Skip to main content

Exit WCAG Theme

Switch to Non-ADA Website

Accessibility Options

Select Text Sizes

Select Text Color

Website Accessibility Information Close Options
Close Menu
Farrell Disability Law
  • Help for a Better Tomorrow
  • ~
  • Call Today for a Free Consultation
  • ~
  • En Español

How Disability Examiners Evaluate Medical Evidence


When a person files a Social Security Disability Insurance (SSDI) claim, one of the first and most important questions that frequently comes to mind is how an examiner from the Social Security Administration (SSA) will evaluate their case. Given the time it takes to gather all the information a claimant needs to initiate a disability case, and the financial benefit that is at stake, it makes sense someone would want this information. Dealing with a disability is never easy, and the lack of stable income is a continuous source of stress and detracts from the individual’s ability to get necessary medical treatment. Further, even getting the necessary medical documents to the SSA office for consideration can be difficult and time-consuming, often taking weeks for the SSA to receive and process submitted documents, which only adds to an already unreasonably long process. In an effort to streamline the receipt of medical documents, the SSA is in the process of partnering with large medical centers, with Johns Hopkins being the newest member, to allow direct electronic access to patient records in disability cases. Assuming the patient provides consent, the SSA will be able to receive records from partner health care facilities in hours instead of weeks. Knowing records will get to the SSA faster is good news, but more important is how this information will be used. A discussion of how SSDI examiners assess medical evidence will follow below.

How Examiners Consider Medical Records

Medical evidence is the single most powerful component of a disability claimant’s case, and a treating physician’s assertion that a claimant is disabled is important to approval, but is not the deciding factor. The examiner’s opinion of a claimant’s disability is what matters most, as he/she will decide if a claimant meets the SSA’s definition of disability. Qualifying for SSDI benefits requires a claimant satisfy a high bar that defines disability to mean a claimant is unable to perform past work or be retrained to perform other types of work due to the effects of a physical or mental impairment that will last for at least one year. Consequently, the medical records must reflect this level of impairment, in the examiner’s eyes, to win approval. Examiners will first look to the guidelines for the applicable disabling disease or condition listed in the SSA’s Listing of Impairments (Blue Book), which outlines what limitations a claimant must have to be considered disabled. If the examiner decides the claimant does not have medical support to satisfy the guidelines, the examiner then moves to the claimant’s functional capacity to perform past work and other types of work, if past work is no longer possible.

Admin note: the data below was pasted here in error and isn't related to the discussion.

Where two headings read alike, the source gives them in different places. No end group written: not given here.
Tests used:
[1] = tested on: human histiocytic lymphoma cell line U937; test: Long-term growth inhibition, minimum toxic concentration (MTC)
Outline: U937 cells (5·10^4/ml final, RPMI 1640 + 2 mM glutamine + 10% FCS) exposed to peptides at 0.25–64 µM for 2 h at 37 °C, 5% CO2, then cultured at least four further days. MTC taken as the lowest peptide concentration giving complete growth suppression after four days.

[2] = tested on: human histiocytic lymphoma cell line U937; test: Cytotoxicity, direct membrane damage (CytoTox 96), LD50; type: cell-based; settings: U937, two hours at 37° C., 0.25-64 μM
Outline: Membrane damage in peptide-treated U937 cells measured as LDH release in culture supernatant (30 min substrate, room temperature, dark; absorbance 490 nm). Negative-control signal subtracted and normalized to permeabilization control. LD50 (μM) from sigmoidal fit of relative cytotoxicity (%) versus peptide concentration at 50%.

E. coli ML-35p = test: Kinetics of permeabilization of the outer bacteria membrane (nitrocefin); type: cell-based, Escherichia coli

In addition to medical records from a claimant’s personal physicians, doctors that that work with the SSA will also provide opinions on a claimant’s condition, which often conflicts with findings of the personal physicians. Further, examiners typically give more weight to the opinions of the SSA doctors over the findings of a claimant’s physicians, so the more medical evidence that supports a finding of disability, the better the claimant’s chance for success.

Components of Strong Medical Evidence

Building a file of strong medical evidence is the only way an SSDI claimant will win. Many times, a denial stems from a claimant not providing his/her complete records to the SSA, or the records do not specifically address symptoms and the probable effect they would have on a claimant’s ability to work. Thus, working with one’s physicians to ensure medical notes are detailed and accurately reflect the physical and mental limitations the claimant experiences daily is crucial to convincing the SSA a disability exists. An experienced disability insurance attorney can help a claimant obtain the records he/she needs to have the best chance of winning approval.

Talk with a Disability Insurance Attorney

Winning an SSDI appeal is not easy, but your chances are substantially better if you have a disability insurance attorney on your side to coordinate and argue your claim. Farrell Disability Law has years of experience handling a variety of disability claims, and knows how to get the benefits you need even if your claim was initially denied. If you live in Jacksonville, Atlantic Beach, Callahan or the surrounding area, call the office today for a free consultation.


Skip footer and go back to main navigation